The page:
Former Reuters finance chief faces familiar restructuring and staff-soothing challenges at ailing newspaper group
Having spent the best part of last decade taking Reuters from near financial disaster to an £8.7bn mega-merger with rival Thomson, incoming Trinity Mirror chairman David Grigson has the mettle to lead a restructure of the ailing newspaper group, as well as soothe staff and shareholder discontent.
Grigson is clearly relishing the task ahead, having already toured major investors and playing a key role in the pay dispute, which ultimately resulted in Sly Bailey stepping down after a decade running the publisher of the Daily Mirror, Sunday Mirror, People and 140 regional newspapers late on Thursday.
Staff have been impressed with Grigson taking the time to visit the newsroom, even though he does not officially take over from Sir Ian Gibson as chairman until August. After the announcement of Bailey’s departure, Trinity Mirror sources claimed she only appeared in the Daily Mirror and Sunday Mirror newsroom “when her Net-a-Porter bags arrive”.
Grigson has form in publishing, having spent the 1990s as finance director at Emap and chairman of Emap Digital, spearheading the publisher’s move into the then fledgling internet sector.
However, he is best known for the massive restructuring effort he took on when he joined Reuters as the business information and news agency’s finance chief in 2000.
When Tom Glocer was promoted to Reuters chief executive in 2001, the pair embarked on the biggest shakeup in the group’s 150-year history, cutting more than 3,000 staff and presiding over the company’s first ever annual loss in 2002.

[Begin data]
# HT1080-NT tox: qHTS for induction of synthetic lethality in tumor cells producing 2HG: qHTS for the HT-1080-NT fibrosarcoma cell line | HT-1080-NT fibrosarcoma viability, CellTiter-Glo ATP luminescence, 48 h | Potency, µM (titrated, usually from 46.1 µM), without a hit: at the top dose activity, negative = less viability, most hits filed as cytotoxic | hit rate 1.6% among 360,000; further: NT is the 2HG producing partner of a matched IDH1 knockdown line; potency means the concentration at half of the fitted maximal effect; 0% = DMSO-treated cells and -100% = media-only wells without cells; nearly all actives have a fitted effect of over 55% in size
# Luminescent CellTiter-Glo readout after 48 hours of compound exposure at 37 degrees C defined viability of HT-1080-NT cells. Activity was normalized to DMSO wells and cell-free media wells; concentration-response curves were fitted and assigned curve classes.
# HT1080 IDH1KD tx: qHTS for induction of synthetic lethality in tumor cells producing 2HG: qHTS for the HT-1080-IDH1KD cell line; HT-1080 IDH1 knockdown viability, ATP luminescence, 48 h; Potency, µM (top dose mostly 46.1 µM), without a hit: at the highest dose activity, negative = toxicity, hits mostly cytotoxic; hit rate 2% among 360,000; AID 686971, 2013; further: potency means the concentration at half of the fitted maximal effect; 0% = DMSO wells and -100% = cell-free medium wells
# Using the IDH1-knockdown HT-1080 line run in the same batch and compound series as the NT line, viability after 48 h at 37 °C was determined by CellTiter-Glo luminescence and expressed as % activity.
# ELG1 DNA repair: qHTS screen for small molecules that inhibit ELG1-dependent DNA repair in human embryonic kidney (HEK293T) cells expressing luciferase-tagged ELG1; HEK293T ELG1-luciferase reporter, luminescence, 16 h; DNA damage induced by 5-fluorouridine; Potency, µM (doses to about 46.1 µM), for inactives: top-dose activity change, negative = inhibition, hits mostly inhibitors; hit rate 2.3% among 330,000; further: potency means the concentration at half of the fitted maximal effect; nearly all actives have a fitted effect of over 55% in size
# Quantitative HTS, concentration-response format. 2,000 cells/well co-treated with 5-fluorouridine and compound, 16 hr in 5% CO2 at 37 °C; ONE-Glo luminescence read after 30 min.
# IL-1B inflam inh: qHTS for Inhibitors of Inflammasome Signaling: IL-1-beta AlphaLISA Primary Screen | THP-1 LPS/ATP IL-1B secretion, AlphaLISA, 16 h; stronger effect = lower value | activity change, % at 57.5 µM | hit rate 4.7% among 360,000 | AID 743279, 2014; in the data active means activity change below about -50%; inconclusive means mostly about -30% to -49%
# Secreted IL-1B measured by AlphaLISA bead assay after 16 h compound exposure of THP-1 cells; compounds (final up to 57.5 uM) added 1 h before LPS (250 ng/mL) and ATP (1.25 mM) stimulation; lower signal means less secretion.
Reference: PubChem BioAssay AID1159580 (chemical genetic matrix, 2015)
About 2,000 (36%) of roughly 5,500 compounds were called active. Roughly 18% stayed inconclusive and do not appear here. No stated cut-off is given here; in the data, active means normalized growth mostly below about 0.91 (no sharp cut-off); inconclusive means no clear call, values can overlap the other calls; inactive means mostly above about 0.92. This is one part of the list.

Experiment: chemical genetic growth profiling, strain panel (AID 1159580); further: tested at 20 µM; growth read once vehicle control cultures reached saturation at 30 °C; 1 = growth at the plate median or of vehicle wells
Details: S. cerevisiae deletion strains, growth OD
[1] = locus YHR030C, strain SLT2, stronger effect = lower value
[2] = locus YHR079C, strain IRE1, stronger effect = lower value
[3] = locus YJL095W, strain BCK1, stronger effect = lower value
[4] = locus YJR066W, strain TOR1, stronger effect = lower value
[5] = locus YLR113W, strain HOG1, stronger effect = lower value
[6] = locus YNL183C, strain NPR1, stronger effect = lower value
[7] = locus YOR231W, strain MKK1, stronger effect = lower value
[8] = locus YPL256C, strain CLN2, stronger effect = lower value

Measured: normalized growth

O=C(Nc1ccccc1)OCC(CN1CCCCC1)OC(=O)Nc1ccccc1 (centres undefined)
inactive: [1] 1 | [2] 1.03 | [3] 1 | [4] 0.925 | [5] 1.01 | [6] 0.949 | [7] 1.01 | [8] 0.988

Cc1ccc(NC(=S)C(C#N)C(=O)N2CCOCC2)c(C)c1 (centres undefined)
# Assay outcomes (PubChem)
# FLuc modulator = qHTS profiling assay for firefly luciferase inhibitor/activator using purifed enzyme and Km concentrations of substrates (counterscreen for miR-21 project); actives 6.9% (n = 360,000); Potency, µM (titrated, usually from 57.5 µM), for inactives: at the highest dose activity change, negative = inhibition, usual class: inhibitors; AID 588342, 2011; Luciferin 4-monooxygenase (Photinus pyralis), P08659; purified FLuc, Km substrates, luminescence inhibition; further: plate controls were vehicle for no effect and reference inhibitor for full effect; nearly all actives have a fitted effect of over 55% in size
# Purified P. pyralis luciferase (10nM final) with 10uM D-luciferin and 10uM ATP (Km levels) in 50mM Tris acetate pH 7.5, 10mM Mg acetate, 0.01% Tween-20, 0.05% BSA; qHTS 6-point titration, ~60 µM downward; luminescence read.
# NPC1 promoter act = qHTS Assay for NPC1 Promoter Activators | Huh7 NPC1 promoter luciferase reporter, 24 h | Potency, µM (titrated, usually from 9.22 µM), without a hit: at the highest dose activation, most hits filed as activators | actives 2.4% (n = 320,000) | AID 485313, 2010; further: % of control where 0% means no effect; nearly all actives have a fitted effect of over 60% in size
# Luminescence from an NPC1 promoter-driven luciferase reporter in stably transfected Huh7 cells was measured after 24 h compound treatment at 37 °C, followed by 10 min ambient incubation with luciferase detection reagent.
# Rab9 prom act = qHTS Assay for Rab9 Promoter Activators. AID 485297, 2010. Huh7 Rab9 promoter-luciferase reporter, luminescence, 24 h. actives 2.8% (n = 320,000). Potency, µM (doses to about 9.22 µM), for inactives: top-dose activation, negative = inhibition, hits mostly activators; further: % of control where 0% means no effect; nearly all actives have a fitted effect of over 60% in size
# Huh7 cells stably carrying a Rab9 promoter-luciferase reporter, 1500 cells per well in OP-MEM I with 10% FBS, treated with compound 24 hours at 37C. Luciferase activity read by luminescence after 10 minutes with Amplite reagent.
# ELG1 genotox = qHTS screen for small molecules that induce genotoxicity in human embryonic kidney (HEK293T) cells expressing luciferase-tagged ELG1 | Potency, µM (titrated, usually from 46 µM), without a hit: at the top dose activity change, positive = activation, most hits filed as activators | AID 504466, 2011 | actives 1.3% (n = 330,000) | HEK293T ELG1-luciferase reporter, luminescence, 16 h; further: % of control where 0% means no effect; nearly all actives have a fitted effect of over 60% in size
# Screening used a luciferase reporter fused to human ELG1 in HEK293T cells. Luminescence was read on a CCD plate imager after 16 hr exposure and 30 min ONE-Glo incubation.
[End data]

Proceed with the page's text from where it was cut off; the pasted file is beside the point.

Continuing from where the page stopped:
As analysts predicted a weakened Reuters potentially falling prey to a rival, Grigson and Glocer survived several rollercoaster years of plunging stock prices. The restructuring delivered profits and an £8.7bn mega-merger with Canadian rival Thomson in 2008.
Grigson faces similar challenges at Trinity Mirror. The publisher, the largest owner of regional newspapers in the UK, had a market capitalisation of more than £1bn when Bailey joined in 2002. It is now valued at just £80m and its share price is down 90% over the past decade to 32p.
When Grigson’s predecessor Gibson took over the chairmanship in 2005 Trinity Mirror’s share price was 550p and the publisher owned 240 regional titles. It now owns about 140.
A top priority for Grigson, aside from appointing Bailey’s replacement, is dealing with the company’s pension deficit, which ballooned to £172m in December and forced a financial restructure to cut payments. “Trinity Mirror is basically a massive pension problem that happens to have some newspapers attached to it,” said one City analyst.
After leaving Reuters in 2007 Grigson took what he described as a “dream job” of a non-executive director role at Charles Dunstone’s Carphone Warehouse, a position he held until March 2010.
He was immediately added to Ocado’s non-executive directors ahead of home delivery service’s public flotation. He also holds a non-executive director role at Standard Life, which he took on in 2009. In October of that year he made a return to the advertising industry when he agreed to take the chairman role at Creston, best known as the former owner of DLKW, the ad agency behind Halifax’s Howard Brown commercials.
His previous involvement in advertising was from 1984 to 1989 when he held senior finance roles at Saatchi & Saatchi. He left its consultancy arm in Washington to join Emap – and he undertook a four-year stint working for Esso UK at the start of the 1980s.